Dorchester Guardian - 1998.
"96% of charcoal in this country is imported from the developing world, supporting slave labour and destruction to the rain forests. Its ironic, when in Britain we have all the resources to make top quality charcoal ourselves." Claire Price reports...
Charcoal goes up in a puff of smoke, so who cares where it comes from? Well, the world does actually, and if you knew the environmental damage imported charcoal caused, so would you. Charcoal is surprisingly big business in this country, the public getting through approximately 50,000 tonnes of it each year. It is mainly used for barbecues, but it also artistic and horticultural uses too. However, although we use so much charcoal in Britain, as much as 96% of it is imported from third world countries.
The industry needs to change for the sake of the environment and because of the exploitation of these poorer countries. In South East Asia, wood from mangrove swamps is burnt to make charcoal. In South America and West Africa, the rainforests are chopped down and burnt. In both cases, the woodland that the charcoal is being made from is not sustainable and the labourers work for next to nothing. The only people who benefit from importing charcoal are the shipping companies. It is because of this that Britain ought to produce its own charcoal so that the workers in the third world countries are encouraged to trade in different materials that don't inevitably lead to the destruction of their natural habitat.
Jim Bettle from Blandford took up the initiative by endeavouring to set up his own charcoal business. Always being interested in working with the great outdoors, he taught himself how to produce charcoal by attending various courses on he subject. By the end of 1996, Jim set up The Dorset Charcoal Company using just a converted oil drum. Charcoal companies like Jim's actually help save wildlife in Britain by clearing out derelict woods and encouraging new growth which animals can feed from. The charcoal burners are moved to a different wood in a certain locality, making use of the gnarled, thick tree trunks which have no other economic use.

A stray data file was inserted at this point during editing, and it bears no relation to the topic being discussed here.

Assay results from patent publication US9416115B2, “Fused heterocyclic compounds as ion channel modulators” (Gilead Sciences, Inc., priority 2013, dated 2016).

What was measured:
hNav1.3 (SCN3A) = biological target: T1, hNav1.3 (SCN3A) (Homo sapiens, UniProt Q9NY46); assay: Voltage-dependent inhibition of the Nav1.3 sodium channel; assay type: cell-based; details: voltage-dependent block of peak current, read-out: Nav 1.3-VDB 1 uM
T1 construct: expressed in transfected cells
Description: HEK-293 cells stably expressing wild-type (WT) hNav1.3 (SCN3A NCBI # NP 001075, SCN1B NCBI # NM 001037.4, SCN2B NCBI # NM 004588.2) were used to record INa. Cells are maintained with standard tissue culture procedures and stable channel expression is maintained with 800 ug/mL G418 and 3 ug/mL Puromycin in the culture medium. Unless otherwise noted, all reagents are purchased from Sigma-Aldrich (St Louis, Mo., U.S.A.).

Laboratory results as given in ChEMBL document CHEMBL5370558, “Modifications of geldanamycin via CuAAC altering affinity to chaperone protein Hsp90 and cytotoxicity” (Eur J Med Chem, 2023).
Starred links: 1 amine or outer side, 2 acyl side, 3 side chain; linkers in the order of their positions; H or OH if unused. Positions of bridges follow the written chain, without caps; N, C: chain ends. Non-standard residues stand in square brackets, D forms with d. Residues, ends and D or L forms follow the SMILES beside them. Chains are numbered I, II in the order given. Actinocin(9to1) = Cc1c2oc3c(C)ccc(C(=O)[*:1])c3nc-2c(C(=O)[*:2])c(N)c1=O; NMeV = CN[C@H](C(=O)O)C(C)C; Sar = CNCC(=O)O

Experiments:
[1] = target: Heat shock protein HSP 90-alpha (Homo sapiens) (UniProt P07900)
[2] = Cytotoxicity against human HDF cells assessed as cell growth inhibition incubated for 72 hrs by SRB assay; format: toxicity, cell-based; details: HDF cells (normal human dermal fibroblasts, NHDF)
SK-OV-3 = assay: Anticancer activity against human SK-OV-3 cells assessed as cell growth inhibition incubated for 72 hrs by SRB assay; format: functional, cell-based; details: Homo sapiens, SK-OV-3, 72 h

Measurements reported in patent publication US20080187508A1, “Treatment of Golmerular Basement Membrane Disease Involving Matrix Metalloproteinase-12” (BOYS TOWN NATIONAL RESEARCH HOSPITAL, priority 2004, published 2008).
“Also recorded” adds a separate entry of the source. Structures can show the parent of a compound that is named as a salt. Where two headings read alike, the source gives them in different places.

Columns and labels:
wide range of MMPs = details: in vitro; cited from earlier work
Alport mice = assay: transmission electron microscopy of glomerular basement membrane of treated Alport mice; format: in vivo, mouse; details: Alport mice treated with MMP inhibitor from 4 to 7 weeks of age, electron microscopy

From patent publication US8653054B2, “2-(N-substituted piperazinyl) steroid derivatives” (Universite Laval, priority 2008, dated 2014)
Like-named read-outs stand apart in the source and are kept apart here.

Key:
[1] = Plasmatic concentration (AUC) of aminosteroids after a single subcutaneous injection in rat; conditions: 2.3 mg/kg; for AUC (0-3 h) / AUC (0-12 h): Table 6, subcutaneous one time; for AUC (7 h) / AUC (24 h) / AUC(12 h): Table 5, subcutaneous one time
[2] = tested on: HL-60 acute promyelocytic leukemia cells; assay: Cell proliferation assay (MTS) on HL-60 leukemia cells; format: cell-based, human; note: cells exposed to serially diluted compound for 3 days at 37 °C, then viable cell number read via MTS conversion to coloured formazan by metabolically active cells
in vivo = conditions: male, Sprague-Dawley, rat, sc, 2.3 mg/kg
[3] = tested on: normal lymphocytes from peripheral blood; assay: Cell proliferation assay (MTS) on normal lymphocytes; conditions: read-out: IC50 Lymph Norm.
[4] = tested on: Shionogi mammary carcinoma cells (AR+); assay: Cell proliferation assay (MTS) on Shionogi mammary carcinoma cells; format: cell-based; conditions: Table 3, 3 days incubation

Says Jim, "Isn't it crazy that in this world of Earth summits and trying to protect the environment that a bulk product like charcoal is being shipped hundreds of miles when we have the resources right on our doorstep? When you think of the destruction of the rainforests and the amount of oil needed to ship a tanker load of charcoal half way around the world, it just doesn't make sense".
The charcoal making process is physically demanding and Jim has to use both strength and skill to make sure that his charcoal is of the highest quality. First of all, the wood must be cut to size and stacked in the charcoal burner. The charcoal burner, or kiln, is then fired and the lid is placed on top and sealed to stop any air entering. The rate at which the wood burns is controlled by the restriction of the air supply and the movement of the kiln's chimneys. Once the smoke coming out of the chimneys has turned blue, all air intakes are sealed, thereby starving the charcoal of oxygen. The kiln is extremely hot and has to be left 24 hours to cool down. After this time, the lid is removed and the charcoal is packed into bags ready to be sold.
Not only is Jim's charcoal better for the environment but the end product is also of a much higher standard than that of imported charcoal. British charcoal is made from wood which is generally less dense and because of this, it is far easier to light, thus eliminating the need for lighter fuel and firelighters.
There are presently 300 to 400 charcoal burners in Britain but Jim would like to see this number rise over the years. As he says, "The British charcoal business is on the increase as consumers are becoming more aware of where their goods come from. However, as we only account for 4% of the market, we've still got a long way to go. I hope to raise awareness of the implications of buying imported charcoal and to encourage other charcoal companies to be set up around Britain".